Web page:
Political PR: Russia Has The Right To Tell Their Story on Iran Nuclear Deal


russia today public relations

In the aftermath of the admission from top Obama adviser Ben Rhodes that the administration essentially lied to the American public in creating an “echo chamber” of experts to sell the controversial Iran nuclear deal, the Kremlins propaganda arm, Russia Today is lashing out at European and American government funded media operations.

We agree with Russia Today that the Russian government has the right to use modern day media methods to tell their side of the story. In today’s world controlling content is what smart countries, brands and people do. 

In an op-ed published today, Russia Today notes Eurocrats are finding it more difficult these days to blame every negative event and situation in Europe on Russia. That doesn’t stop them trying. Recently, they’ve been hard at work linking Moscow to the – predominantly Libyan, Syrian, Afghan and Iraqi (in origin) – migrant crisis, despite the fact that Russia only intervened in one of those countries [with its blessing] and America and its NATO appendage bombed all four and invaded two [without].”

The piece continues: “Once upon a time, it was all so simple for the Western establishment. And it came with sound, rather than vision. America’s CIA had its Radio Liberty, broadcasting Washington’s ideology to the Communist world. Britain’s BBC and its World Service commended itself on impartiality and promotion of democracy while maintaining vast colonial presence.”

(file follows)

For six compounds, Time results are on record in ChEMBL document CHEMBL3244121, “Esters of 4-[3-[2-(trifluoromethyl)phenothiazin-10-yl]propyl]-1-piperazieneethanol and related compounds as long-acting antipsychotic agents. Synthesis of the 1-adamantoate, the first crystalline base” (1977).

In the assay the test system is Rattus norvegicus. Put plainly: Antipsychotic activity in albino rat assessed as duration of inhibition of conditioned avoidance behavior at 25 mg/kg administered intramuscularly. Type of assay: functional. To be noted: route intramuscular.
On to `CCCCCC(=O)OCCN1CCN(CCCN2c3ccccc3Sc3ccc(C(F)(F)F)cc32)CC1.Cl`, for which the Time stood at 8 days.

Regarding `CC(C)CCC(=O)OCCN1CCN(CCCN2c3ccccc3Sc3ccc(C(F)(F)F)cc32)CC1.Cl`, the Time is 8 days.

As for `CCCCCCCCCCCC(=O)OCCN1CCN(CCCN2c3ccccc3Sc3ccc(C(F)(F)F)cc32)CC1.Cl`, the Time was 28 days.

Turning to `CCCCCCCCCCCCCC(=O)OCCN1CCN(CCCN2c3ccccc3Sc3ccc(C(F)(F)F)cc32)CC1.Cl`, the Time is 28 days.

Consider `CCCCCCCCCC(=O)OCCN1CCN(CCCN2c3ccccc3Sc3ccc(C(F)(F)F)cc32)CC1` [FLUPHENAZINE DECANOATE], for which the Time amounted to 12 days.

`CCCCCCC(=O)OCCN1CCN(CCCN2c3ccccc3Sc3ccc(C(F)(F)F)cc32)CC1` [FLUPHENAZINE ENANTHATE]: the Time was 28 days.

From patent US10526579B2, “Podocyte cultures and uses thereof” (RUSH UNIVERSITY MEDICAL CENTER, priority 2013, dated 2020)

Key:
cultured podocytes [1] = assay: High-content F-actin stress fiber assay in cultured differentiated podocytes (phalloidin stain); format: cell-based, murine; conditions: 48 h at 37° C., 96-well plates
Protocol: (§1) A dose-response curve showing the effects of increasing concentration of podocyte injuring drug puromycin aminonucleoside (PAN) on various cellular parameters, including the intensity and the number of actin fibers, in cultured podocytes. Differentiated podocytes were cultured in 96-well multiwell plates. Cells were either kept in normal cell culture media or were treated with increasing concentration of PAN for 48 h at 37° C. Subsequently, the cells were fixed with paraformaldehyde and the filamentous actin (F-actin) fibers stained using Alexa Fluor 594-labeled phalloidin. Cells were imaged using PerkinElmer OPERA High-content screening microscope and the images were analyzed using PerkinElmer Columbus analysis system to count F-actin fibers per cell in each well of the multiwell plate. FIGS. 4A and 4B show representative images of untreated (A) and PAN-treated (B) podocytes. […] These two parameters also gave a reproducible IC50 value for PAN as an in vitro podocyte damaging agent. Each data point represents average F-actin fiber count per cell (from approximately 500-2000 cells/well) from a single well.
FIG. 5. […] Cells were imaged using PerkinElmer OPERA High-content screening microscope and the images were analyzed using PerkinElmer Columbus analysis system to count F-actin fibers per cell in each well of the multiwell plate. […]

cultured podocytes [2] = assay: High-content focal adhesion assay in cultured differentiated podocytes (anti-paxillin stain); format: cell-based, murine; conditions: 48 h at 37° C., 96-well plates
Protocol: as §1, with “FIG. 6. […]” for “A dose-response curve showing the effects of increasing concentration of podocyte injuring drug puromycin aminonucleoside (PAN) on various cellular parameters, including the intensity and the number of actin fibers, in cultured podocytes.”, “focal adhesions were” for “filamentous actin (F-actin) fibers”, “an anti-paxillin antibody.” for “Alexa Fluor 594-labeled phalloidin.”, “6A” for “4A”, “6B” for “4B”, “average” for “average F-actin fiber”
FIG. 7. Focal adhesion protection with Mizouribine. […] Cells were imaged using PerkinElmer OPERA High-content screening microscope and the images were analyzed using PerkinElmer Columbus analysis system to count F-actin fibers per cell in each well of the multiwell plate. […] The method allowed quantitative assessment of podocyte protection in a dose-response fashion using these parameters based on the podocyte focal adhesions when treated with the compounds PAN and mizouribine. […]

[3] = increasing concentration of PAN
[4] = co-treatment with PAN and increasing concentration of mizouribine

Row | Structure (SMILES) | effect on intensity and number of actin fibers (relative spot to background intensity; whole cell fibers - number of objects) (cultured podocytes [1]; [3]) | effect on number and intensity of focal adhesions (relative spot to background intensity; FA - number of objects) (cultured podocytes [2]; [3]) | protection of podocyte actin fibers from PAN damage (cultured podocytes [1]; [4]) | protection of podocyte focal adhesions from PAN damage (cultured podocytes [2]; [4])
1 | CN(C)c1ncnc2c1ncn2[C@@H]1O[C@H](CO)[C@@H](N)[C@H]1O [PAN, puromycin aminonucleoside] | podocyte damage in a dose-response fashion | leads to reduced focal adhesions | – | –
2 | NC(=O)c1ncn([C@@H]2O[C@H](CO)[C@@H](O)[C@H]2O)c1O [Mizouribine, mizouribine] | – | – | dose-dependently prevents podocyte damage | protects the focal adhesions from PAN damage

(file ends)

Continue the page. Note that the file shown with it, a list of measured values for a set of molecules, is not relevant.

The Russian funded government outlet notes that in the ‘80’s CNN “revolutionized journalism by pioneering rolling news” and along with non stop news, many different media outlets were created.  In a world where everyone can define news as they see fit on social media, along with Fox News and CNBC, there are many government funded media outlets worldwide.

As Russia Today – rightfully – notes, “RT was launched in 2005. It’s now part of a crowded field of rolling news organizations from non-Anglosphere countries – such as Al Jazeera (Qatar, 1996), CCTV (China, 2000), Press TV (Iran, 2007), DW (Germany, 2001) and France 24 (2006). The latter pair have an almost identical editorial line to the BBC, CNN and the others from the myriad of Western NATO-zone broadcasters.”

While American government funded organizations like BBG noted that they are“in the business of trying to influence people to feel better about America,” why is Russia denied the right to do the same thing?

michael kempner mww pr iran deal

BBC does it, Qatar does it, America does it, and so does – and should – Russia. BBG – whose board members include Michael Kempner of MWW PR – absurdly last year compared Russian propaganda to ISIS and Al Qaeda.  With an outlook like that how could one not expect Russia to tell their viewpoints to the world?

As Russia today concludes, “RT was founded in response to overwhelmingly constricted and partial coverage of Russia across the Western corporate media and state-funded apparatuses, like Radio FreeEurope/Radio Liberty, (RFE/RL) Voice of America (VoA) and BBC. This network has been massively successful on traditional platforms (70 million weekly TV viewers in 38 countries, according to Ipsos) and in digital (over 100 million unique monthly visitors to RT.com websites – more than Euronews, DW, France 24, Al Jazeera and all of the BBG outlets combined) and social media (world leader on YouTube, with 3.3 billion views and counting).”

Like their viewpoint or not, Russia understands the world of media and public relations – and their editorial is accurate and right.

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